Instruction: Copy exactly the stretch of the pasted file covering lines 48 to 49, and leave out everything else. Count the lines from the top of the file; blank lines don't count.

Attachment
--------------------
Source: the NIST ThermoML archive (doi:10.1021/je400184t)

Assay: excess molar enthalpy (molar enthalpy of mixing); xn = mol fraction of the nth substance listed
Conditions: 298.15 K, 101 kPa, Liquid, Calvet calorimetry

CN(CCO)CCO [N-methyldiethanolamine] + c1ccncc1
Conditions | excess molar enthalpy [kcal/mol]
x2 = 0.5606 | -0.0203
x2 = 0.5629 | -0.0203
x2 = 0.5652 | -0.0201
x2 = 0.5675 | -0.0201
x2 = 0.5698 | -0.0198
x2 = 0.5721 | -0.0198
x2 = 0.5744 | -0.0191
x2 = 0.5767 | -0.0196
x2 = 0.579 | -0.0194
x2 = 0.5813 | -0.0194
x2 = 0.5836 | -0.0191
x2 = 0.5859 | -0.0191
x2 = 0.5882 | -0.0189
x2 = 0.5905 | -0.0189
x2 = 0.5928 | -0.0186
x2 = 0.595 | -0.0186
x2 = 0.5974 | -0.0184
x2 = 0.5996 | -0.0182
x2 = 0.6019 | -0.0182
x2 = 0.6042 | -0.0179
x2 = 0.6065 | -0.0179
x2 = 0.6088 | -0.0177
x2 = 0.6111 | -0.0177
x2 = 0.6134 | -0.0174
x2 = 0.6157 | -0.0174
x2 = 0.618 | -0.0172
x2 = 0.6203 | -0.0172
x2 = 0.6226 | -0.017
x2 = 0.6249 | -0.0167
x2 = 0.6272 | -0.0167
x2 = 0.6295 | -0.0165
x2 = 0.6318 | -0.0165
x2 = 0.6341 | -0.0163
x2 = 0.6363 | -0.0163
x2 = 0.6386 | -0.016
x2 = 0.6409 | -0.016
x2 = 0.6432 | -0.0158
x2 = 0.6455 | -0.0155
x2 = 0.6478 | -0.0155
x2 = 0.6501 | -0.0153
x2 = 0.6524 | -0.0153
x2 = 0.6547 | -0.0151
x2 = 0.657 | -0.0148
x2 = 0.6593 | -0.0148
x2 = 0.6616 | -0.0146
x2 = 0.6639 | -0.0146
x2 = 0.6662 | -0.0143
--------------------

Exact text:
x2 = 0.657 | -0.0148
x2 = 0.6593 | -0.0148